example, the first time you make the 5 hour drive to Yosemite, it seems
really long. That's because you've never driven it and your brain is
busy noting landmarks and the terrain and the scenery and so on. It's
processing a mental map of the route. By the time you've driven there
7 times, you can do it in your sleep and the trip seems like nothing.
You can spend the whole time daydreaming.
This is why you
can lose time in your car and drive right past your exit without
realizing it. You know the route and you simply stop processing the
sensory details even though they're right in front of you. You didn't
even realize the time was passing.
On the other hand,
when you're under environmental stress and input is important, you can
start processing like a motherfucker and time will slow way the hell
down. Let's say you are a pedestrian and you notice that your
pedestrian self is about to get mowed over by a jeep (as happened
to me once), all of a sudden your sensory neurons will say 'whoah fuck!'
and as many of them as possible will scoot up to your Operational Brain
saying 'we're about to get run over!' And you can often process
a pretty large number of sensory details quite clearly in the 5 seconds
between the time you see the jeep bearing down on you and the time you
get plowed into.
On the other hand,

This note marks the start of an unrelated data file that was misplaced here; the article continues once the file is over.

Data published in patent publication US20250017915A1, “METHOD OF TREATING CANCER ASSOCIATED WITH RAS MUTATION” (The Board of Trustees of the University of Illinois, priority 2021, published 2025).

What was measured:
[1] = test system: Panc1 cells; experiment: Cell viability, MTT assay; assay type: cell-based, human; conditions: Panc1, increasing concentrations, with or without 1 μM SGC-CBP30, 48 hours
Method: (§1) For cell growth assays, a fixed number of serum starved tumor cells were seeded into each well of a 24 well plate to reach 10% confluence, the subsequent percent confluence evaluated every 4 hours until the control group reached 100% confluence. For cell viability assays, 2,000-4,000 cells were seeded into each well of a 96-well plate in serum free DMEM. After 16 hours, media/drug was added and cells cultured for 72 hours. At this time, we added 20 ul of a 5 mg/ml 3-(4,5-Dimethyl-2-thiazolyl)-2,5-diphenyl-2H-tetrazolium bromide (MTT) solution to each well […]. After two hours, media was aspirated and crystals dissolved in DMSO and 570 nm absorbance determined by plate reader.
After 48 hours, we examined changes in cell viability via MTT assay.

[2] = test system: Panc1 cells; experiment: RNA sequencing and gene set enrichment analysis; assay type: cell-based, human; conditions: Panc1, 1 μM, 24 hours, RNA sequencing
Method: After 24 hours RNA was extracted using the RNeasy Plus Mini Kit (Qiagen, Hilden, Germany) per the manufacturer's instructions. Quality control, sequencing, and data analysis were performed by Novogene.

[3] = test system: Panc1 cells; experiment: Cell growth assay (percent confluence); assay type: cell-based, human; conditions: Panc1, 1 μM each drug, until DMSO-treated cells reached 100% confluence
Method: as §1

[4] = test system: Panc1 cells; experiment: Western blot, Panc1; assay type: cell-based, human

if you are walking down a crowded street and someone near you grabs
someone else, knocks them down, shoots them, takes something
from them and runs, you will often try to tell the police later - 'It
happened so fast.' What you mean is that you didn't process any
sensory information about it. Because your brain is set to ask itself
this question about danger first 'Is it happening to me?' If
not, it next asks itself, how can I make sure it continues to leave
me alone? And it concerns itself primarily with ducking, dodging, running,
turning away or whatever seems reasonable at the moment. You might have
a very clear memory of the assault - but it will consist of a vivid
picture of the concrete sidewalk. Because your brain was very concerned
about that sidewalk and its characteristics as soon as it got a load
of that gun, which it did a lot quicker than you were aware, since it
strongly considered hurling you toward that very sidewalk so you wouldn't
get shot. Although eyewitnesses to crimes are considered valuable in
the criminal justice system, they aren't very reliable - because your
brain considers nothing more stupid than witnessing a crime when
you could be fucking protecting yourself from it. It doesn't give a
fuck what what the guy looked like - it wants to know how hard you're
going to hit the concrete. And so your time as a witness will have flown
If you accidentally
find yourself having a job, you will notice that some days go by fast
- and some days crawl by really slowly. The slow days are when you have
checked in with the outer world many times, as will often happen when
the work you are doing isn't very engaging to your brain. On the other
hand, even a stressful day can go by really quickly if you are totally
focused on your task. If you have something difficult and absorbing
to do, you will tend to concentrate on it to the exclusion of distracting
When you are
in the zone, as for example, when you are surfing, time will have
curious properties. It will be elongated almost to the point of timelessness,